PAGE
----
• 34,000 hours spent volunteering
  • Helping elderly people, one phone call at a time
  • Careers advice for schoolchildren

 

We take a look at the many benefits of volunteering and what some British Gas employees are doing to help their communities.

Many people would love to volunteer but finding the time to do it can sometimes push those good intentions to one side.

Despite juggling work and family and all the stresses of daily life, British Gas employees regularly give up their time to help other people.

Last year, British Gas staff spent an incredible 34,000 hours working as volunteers across various organisations and charities.

Abi Robins, Corporate Responsibility Director says: “At British Gas we encourage our people to volunteer within their local community. As well as helping develop skills, volunteering is a great way to give back to the community and make a difference.

“The range of opportunities is vast. Many of our staff members get involved in all sorts of volunteering activities, from working with the Age UK community to sports coaching in schools and giving people energy saving lessons. Both at local charity level, or with their nearby Scouts, Girl Guides or Cubs group.”

 

 

Find out from some British Gas staff how volunteering has bettered their lives and helped their communities

 

Lila Shergold – the importance of a simple chat

Moved by the fact that many elderly people who live alone can often go weeks without talking to anyone, Lila Shergold, a Customer and Community Consultant for British Gas in Rugby decided to volunteer for Call in Time.

Call in Time puts volunteers in regular telephone contact with the elderly to provide support and help them feel less lonely.

Lila explains, “I felt that I really wanted to help and over the last year I have built up a great friendship with my Call in Time lady. We have become great friends and she says she really looks forward to my calls.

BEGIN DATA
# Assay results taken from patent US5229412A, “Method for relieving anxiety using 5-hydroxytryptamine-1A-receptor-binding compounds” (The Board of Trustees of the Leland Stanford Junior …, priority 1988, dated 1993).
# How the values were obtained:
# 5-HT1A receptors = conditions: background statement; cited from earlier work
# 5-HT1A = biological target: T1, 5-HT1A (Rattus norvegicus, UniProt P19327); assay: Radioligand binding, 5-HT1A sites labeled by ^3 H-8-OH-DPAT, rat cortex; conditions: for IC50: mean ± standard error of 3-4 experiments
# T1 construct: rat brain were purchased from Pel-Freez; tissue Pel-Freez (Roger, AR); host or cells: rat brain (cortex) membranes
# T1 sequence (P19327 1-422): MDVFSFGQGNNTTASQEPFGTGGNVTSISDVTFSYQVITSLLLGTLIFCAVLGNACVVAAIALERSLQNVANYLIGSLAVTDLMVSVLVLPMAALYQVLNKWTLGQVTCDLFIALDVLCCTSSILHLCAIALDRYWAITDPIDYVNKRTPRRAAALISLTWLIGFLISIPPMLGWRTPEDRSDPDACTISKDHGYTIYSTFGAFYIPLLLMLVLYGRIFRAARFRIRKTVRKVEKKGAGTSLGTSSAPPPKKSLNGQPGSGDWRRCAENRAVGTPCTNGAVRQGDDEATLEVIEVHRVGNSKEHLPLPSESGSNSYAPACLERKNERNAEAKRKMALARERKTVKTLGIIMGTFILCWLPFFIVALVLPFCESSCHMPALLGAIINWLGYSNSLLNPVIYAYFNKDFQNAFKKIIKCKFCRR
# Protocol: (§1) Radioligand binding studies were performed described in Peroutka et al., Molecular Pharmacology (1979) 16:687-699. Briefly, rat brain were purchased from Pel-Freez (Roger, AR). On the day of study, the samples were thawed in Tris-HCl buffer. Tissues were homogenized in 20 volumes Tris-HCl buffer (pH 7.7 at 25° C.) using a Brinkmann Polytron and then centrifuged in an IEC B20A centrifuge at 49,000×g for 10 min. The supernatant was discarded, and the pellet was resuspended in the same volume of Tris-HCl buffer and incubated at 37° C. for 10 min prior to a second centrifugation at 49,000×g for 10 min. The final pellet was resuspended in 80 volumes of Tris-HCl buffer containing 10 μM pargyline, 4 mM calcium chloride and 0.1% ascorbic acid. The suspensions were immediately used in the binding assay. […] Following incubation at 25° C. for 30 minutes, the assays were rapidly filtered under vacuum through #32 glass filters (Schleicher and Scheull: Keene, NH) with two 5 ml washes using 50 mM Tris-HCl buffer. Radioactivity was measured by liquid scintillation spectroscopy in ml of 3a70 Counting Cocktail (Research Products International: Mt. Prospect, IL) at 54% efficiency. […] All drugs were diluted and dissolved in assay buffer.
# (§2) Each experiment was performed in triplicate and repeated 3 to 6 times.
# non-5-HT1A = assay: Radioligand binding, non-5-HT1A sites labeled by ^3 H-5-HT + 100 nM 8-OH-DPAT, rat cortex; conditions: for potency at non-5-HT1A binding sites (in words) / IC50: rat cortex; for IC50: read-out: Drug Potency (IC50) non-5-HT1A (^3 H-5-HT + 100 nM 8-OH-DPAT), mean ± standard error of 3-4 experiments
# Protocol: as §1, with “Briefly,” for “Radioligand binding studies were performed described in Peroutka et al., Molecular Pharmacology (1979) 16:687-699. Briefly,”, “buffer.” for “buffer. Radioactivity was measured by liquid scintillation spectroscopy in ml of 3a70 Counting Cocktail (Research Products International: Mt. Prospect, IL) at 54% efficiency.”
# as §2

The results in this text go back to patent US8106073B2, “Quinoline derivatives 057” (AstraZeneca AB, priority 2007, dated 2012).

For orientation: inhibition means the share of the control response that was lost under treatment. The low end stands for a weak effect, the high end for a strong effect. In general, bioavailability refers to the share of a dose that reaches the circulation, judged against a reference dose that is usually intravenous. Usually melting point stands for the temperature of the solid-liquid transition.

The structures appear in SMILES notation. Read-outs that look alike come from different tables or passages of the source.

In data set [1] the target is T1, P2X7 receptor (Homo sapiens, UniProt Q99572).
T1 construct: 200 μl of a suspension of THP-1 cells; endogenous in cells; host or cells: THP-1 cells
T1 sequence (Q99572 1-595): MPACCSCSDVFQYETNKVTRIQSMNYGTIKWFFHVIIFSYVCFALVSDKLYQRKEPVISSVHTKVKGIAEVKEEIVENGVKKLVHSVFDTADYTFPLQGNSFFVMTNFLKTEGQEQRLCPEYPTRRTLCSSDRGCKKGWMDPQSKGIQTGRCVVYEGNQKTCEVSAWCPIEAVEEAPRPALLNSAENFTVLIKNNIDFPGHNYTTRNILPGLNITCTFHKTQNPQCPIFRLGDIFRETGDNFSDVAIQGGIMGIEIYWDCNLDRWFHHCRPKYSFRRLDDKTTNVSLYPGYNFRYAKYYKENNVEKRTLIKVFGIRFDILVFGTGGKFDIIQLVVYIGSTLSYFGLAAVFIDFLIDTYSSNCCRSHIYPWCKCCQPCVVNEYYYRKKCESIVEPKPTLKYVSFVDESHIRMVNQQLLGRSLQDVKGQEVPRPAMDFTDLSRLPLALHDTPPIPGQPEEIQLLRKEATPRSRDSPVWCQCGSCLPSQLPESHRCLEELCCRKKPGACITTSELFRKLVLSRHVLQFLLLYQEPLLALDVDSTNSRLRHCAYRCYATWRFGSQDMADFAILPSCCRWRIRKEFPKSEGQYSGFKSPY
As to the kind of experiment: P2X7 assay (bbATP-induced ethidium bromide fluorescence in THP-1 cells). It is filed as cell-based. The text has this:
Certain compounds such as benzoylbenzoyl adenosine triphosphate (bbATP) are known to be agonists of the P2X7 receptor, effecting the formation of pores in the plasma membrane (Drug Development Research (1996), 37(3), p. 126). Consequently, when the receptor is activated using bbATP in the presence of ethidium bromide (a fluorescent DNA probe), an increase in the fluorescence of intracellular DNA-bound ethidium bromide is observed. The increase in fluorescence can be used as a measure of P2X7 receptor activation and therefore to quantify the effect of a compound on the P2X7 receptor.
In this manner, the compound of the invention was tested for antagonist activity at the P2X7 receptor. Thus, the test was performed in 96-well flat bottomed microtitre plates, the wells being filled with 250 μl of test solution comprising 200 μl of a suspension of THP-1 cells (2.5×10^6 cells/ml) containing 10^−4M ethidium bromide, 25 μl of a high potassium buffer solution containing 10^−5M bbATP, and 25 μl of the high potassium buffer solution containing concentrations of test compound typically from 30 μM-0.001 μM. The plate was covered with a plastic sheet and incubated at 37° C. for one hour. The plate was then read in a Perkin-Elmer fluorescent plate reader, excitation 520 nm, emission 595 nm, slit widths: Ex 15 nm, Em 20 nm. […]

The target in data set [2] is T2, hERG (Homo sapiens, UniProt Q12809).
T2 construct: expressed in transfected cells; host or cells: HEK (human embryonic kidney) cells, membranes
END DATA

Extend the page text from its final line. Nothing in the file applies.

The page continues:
“From a personal development perspective, it’s given me a real sense of wellbeing. I think the best thing you can give someone is your time.

“It’s helped me professionally too because it has given me the ability to build friendships over the phone, which has really helped my customer service skills.

“I’d recommend volunteering to anyone. Helping others is not only important – the rewards all-round are immense.”

 

Hannah Rayson – eyes down for lessons in energy

Hannah Rayson, Assistant Partnership Manager at British Gas took part in one of Britain’s best-loved games with a community of Age UK members in London to help educate them about energy saving.

“The bingo sessions at Age UK Hounslow are a highlight for many of the charity’s members – so expectations were high when we took over.

 “There was a good turnout and chatting to them before it began really hit home for me how important this outing was to every one of them as a chance to socialise.

“I’m 26 and don’t often get the chance to talk to the older generation, so I found the experience a really brilliant opportunity to develop my communication skills. Everyone had a really interesting life story to tell.

“When the games began I realised I had to be clear and confident with my instructions and I think the experience also helped me with my presentation skills. I felt a great sense of achievement and satisfaction knowing that we had passed on some great energy saving tips and made a real difference to their day.”

Whether it’s taking a little time out to chat on the phone or using your existing skills to make a difference, it’s clear that the benefits of volunteering really do go both ways. With both sides reaping the rewards.

 

 

From The Source

British Gas’ Energy Champions

Energy games in your community

How the Duke of Edinburgh’s Awards participants help in their communities

 

 

Around the web

The benefits of volunteering

Public services you didn’t know were run by charities

A history of volunteering

 

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